Apple, the computer giant whose sleek products have become a mainstay of modern life, is dealing with a public relations disaster and the threat of calls for a boycott of iPhones and iPads.
The company's image was tarnished after the New York Times detailed allegations of terrible working conditions in some of the factories of its network of Chinese suppliers. Now the word "boycott" has started to appear in media coverage of its activities.
"Should consumers boycott Apple?" asked a column in the Los Angeles Times last week as it recounted details of the PR fallout.
The influential Daily Beast and Newsweek technology writer Dan Lyons wrote a scathing piece.
"It's barbaric," he said. "Ultimately the blame lies not with Apple and other electronics companies - but with us, the consumers. And ultimately we are the ones who must demand change."
Forbes magazine columnist Peter Cohan also got in on the act.
"If you add up all the workers who have died to build your iPhone or iPad, the number is shockingly high."
The New York Times' revelations, which centred on the Foxconn plant in southern China that has repeatedly been the subject of accusations of worker mistreatment, have caused a major stir in the United States.
Although such allegations have been made before in numerous news outlets, this time they have struck a chord.
The newspaper detailed allegations that workers at Foxconn suffered in conditions that resembled bonded labour, working obscenely long shifts in unhealthy conditions with few of the labour rights that workers in the West would take for granted.
It also mentioned disturbing events elsewhere in China among suppliers, such as explosions at iPad factories that killed four people and another incident in which 137 workers were injured after cleaning iPhone screens with a poisonous chemical.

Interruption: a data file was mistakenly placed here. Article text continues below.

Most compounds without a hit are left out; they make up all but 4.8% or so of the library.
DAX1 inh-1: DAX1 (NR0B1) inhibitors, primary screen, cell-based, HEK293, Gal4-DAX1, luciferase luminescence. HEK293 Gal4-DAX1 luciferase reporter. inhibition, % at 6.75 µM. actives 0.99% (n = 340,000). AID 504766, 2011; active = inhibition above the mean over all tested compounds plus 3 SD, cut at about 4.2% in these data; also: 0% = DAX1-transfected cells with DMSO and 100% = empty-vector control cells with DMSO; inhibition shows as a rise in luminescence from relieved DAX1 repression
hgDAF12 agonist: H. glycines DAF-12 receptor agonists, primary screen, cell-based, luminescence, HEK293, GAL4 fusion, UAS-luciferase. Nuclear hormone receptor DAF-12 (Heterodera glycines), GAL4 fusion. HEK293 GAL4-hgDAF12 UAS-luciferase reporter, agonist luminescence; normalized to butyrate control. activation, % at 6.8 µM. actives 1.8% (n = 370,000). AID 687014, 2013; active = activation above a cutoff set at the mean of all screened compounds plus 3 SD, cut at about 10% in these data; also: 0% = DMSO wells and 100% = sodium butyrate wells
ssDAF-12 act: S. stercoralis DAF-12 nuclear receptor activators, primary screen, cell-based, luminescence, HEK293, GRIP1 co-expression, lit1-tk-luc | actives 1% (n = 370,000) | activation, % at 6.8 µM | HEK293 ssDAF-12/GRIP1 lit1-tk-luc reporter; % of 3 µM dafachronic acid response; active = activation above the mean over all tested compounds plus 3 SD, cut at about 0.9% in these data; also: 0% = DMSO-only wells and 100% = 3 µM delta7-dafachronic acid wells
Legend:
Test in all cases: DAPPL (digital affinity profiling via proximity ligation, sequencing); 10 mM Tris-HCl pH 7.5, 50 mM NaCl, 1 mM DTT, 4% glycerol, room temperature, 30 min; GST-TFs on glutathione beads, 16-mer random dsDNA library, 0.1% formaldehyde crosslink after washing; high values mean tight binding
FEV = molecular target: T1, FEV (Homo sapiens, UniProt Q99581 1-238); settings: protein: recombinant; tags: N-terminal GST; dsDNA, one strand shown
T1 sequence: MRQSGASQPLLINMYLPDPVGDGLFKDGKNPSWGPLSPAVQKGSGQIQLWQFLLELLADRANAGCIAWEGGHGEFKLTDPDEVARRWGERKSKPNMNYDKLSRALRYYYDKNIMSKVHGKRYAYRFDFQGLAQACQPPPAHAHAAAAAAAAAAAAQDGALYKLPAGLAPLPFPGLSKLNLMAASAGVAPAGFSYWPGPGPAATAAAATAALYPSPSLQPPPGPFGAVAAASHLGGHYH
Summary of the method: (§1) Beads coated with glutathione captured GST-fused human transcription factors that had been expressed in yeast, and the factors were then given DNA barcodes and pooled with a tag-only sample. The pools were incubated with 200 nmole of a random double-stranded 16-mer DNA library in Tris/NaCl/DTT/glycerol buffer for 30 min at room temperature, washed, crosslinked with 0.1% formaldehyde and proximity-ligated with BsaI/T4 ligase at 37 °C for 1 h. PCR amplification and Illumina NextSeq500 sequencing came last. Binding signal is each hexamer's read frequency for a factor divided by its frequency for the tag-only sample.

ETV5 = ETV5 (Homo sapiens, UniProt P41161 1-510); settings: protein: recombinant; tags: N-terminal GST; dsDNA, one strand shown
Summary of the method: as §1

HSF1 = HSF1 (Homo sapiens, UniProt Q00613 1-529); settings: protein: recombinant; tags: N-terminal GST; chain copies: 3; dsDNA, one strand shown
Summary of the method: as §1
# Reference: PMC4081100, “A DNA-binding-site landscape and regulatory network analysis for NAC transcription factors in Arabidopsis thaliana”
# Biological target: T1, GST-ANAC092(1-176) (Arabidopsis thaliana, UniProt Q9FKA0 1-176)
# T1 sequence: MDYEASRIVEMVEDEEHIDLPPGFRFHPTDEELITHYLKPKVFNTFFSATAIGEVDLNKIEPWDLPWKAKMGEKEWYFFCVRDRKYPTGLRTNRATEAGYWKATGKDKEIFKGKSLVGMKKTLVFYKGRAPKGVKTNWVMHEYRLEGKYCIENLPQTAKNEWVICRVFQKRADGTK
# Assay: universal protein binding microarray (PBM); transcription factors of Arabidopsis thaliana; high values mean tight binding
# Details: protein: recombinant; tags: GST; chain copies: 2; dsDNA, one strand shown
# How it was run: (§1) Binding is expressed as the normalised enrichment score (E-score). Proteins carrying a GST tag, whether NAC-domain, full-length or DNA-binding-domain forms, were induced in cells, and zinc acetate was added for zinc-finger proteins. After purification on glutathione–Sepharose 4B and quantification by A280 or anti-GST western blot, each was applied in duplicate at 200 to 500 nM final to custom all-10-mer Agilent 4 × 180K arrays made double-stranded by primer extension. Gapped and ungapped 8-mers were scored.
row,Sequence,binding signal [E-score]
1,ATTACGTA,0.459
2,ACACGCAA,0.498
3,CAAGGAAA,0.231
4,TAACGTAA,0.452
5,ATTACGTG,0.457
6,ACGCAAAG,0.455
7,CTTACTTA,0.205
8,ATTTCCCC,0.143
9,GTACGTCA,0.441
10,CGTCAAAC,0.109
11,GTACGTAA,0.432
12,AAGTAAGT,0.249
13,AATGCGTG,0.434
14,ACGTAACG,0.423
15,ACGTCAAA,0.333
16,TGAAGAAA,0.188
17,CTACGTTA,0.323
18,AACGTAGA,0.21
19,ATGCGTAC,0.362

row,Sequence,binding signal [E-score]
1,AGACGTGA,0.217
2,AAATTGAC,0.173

Through the iPod, iPhone and now the iPad, Apple has revolutionised lifestyles across the world and built up a cult of worshippers. It has also generated billions of dollars in profits, in part because of the cheapness of Chinese labour.
But much of the firm's success rests on its "cool" reputation among urban professionals and a positive corporate image. Stories of worker abuse at Chinese firms are a direct threat to that and Apple has come out fighting.
In a lengthy email sent to Apple staff, chief executive Tim Cook met the allegations head-on.
"We care about every worker in our worldwide supply chain. Any accident is deeply troubling and any issue with working conditions is cause for concern," Cook said.
"Any suggestion that we don't care is patently false and offensive to us ... accusations like these are contrary to our values."
This month Apple released a list of the firms in its worldwide supply chain as part of its 2011 audit of human rights conditions at factories it has partnerships with.
However, the list made for grim reading. It revealed that 62 per cent of the 229 facilities did not comply with Apple's 60-hour maximum working week policy. Almost a third had problems with hazardous waste.
Cook insisted Apple did not turn a blind eye to conditions in its supplier network. But he did warn that the firm was likely to discover more problems.
"We will continue to dig deeper and we will undoubtedly find more issues."